Leading figures in world cricket have recommended the use of an extreme heat policy in the sport.
England captain Joe Root was taken to hospital during the final Test of the Ashes in Sydney, when temperatures reached 47.3C.
The MCC’s World Cricket committee, which met in Sydney, said umpires should be able to halt play for heat.
“There will be times where there are dangerous weather conditions, it would be silly to disregard that,” it said.
England officials said Root’s condition in the final Test, when he was forced to retire because of illness as his team lost by an innings and 123 runs, was a viral gastroenteritis bug and not connected to the hottest day in Sydney for 79 years.
Australia great Ricky Ponting, a member of the committee, said: “He probably had a viral thing too, but having one or two players go down seriously ill like that is a dangerous precedent just to ignore.
“I played in a game in Sharjah where it was 55 degrees air temperature and it did get dangerous.”
Former England captain Mike Gatting chaired the meeting of 14 ex-players, officials and administrators, who meet on behalf of cricket’s lawmakers, the Marylebone Cricket Club, to discuss prevalent issues in the game.
The existing law 2.7.1 empowers the umpires to suspend play if conditions are unreasonable or dangerous and after consultations with MCC’s Laws sub-committee, it has been agreed that extremes of temperature fall within that remit.
The committee noted Cricket Australia already has extreme heat guidelines in place, which uses the Wet Bulb Globe Temperature index to measure the discomfort level based on weather conditions, and suggested such an index could be used by other bodies, including the International Cricket Council, to protect players, officials and spectators.
|It is solely for the umpires together to decide whether either conditions of ground, weather or light or exceptional circumstances mean that it would be dangerous orunreasonable for play to take place.|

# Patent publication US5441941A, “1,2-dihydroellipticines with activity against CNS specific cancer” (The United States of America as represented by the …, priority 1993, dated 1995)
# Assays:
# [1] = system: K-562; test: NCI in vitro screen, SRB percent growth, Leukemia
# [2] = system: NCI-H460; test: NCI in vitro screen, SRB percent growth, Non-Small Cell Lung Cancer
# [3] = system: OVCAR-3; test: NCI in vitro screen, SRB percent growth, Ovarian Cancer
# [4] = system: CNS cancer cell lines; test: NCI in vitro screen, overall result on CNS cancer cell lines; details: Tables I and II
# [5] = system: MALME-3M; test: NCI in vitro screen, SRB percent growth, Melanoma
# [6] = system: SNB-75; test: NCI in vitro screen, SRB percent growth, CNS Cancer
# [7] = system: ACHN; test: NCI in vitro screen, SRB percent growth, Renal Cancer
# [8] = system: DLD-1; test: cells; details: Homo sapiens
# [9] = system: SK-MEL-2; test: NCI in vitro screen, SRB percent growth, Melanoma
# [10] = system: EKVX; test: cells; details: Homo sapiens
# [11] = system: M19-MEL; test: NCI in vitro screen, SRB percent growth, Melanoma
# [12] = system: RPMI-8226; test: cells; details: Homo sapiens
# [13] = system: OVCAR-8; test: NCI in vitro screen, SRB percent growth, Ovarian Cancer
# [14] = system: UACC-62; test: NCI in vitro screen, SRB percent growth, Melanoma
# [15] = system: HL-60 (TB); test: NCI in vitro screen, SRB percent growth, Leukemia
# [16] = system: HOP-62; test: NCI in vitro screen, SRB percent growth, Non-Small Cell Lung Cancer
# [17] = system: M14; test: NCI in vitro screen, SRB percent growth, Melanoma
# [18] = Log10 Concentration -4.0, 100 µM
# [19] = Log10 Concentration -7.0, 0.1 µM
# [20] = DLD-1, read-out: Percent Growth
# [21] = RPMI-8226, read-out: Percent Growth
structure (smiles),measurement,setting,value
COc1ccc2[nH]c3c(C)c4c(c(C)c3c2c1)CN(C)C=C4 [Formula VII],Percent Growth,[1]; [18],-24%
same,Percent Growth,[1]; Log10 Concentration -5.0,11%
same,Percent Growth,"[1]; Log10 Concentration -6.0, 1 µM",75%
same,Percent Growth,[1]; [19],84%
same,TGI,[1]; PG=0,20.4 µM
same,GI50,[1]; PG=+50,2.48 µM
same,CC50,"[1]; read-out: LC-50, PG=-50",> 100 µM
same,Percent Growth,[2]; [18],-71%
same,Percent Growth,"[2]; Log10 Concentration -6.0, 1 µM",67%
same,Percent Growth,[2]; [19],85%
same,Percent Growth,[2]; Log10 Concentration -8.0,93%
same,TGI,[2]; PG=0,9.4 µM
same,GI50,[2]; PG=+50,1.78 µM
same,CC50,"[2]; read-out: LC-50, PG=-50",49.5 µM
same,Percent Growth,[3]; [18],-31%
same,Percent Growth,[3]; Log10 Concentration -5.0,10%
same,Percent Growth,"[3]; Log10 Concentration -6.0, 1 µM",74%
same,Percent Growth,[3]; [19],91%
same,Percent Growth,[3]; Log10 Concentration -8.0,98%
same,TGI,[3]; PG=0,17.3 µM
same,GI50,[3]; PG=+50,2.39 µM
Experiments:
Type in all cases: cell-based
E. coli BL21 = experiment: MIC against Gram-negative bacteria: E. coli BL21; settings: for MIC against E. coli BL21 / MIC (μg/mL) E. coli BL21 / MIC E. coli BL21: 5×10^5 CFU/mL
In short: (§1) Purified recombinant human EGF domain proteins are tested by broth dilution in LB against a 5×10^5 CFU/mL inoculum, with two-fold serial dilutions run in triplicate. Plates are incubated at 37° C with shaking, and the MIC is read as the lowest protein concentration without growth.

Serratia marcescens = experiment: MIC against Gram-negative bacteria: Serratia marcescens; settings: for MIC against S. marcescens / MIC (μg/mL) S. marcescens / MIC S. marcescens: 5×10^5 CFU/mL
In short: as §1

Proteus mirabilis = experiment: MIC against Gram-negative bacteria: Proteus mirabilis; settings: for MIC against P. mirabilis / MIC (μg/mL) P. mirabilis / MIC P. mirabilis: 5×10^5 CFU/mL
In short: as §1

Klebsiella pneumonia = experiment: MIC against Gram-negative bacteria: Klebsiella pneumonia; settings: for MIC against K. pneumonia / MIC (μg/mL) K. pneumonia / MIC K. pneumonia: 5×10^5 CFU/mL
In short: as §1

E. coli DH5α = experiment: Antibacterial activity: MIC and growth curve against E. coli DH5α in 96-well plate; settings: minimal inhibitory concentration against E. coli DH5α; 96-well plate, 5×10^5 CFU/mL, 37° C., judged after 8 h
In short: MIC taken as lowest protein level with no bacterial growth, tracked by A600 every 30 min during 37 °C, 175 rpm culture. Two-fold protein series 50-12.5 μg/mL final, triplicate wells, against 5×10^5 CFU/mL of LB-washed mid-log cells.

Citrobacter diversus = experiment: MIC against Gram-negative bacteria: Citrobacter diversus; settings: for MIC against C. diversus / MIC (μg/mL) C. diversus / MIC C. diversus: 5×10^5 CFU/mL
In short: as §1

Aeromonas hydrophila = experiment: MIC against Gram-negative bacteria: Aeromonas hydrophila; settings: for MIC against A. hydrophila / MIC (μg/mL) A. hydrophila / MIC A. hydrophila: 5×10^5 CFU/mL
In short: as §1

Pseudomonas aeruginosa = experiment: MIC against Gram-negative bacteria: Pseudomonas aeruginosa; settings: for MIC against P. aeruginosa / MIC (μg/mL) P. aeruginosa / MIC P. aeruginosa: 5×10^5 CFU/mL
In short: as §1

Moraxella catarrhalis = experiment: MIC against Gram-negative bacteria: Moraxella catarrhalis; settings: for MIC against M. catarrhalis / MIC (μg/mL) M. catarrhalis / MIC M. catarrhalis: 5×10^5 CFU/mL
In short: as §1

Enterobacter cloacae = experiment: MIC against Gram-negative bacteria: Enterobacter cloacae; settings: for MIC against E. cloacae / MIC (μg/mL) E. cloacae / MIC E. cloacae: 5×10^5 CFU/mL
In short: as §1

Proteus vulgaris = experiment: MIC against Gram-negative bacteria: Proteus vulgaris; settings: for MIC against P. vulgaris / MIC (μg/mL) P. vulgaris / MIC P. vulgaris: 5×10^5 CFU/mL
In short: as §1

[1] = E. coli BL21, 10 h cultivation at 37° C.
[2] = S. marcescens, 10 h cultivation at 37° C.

|Conditions shall not be regarded as either dangerous or unreasonable merely because they are not ideal.|
|The fact that the grass and the ball are wet does not warrant the ground conditions being regarded as unreasonable or dangerous.|
Other subjects under discussion included urging India’s cricket board the BCCI to unite with the rest of the world game and lobby the International Olympic Committee for the inclusion of Twenty20 in the Olympic Games.
In addition it was recommended that stem guards – which attach to helmets to provide extra protection at the back of the head and neck – should be made mandatory throughout the professional game.
They have increased in popularity since the death of Australia batsman Phil Hughes, who was struck on the top of the neck by a ball during a domestic match in Sydney in 2014.
BBC Sport’s Joe Wilson
Every sport is concerned about concussion right now and the MCC committee’s recommendation ”that helmets – with stem guards – should be mandatory in all professional cricket” is fascinating.
Currently, it is not mandatory for professional players to bat in a helmet. But if they do wear one it is compulsory for the helmet to be compliant with the new British Standard BS7928:2013. That’s the ICC rules. It also means that when any of us wants to buy a cricket helmet we can check to see if its safe. If it has that safety code on it, it should be.
At present, however, there is nothing like that in place for neck guards. These protectors, attached to the back of helmets, represent the biggest visible change in cricket protection for 30 years.
The 2014 death of Australian batsman Phillip Hughes, who was struck on the neck by a delivery, forced everyone in cricket to shift attention to this area of protection.
Now it is routine to see batsmen wearing neck protectors but, crucially, there’s no safety standard or even any agreement on how exactly they should be tested to establish one.
The ICC recently told me there is an “ongoing project” to develop a test and introduce a safety standard. That’s an increasingly urgent issue as neck protectors are manufactured and sold without any clarity about how they should be made and the specific purpose they serve.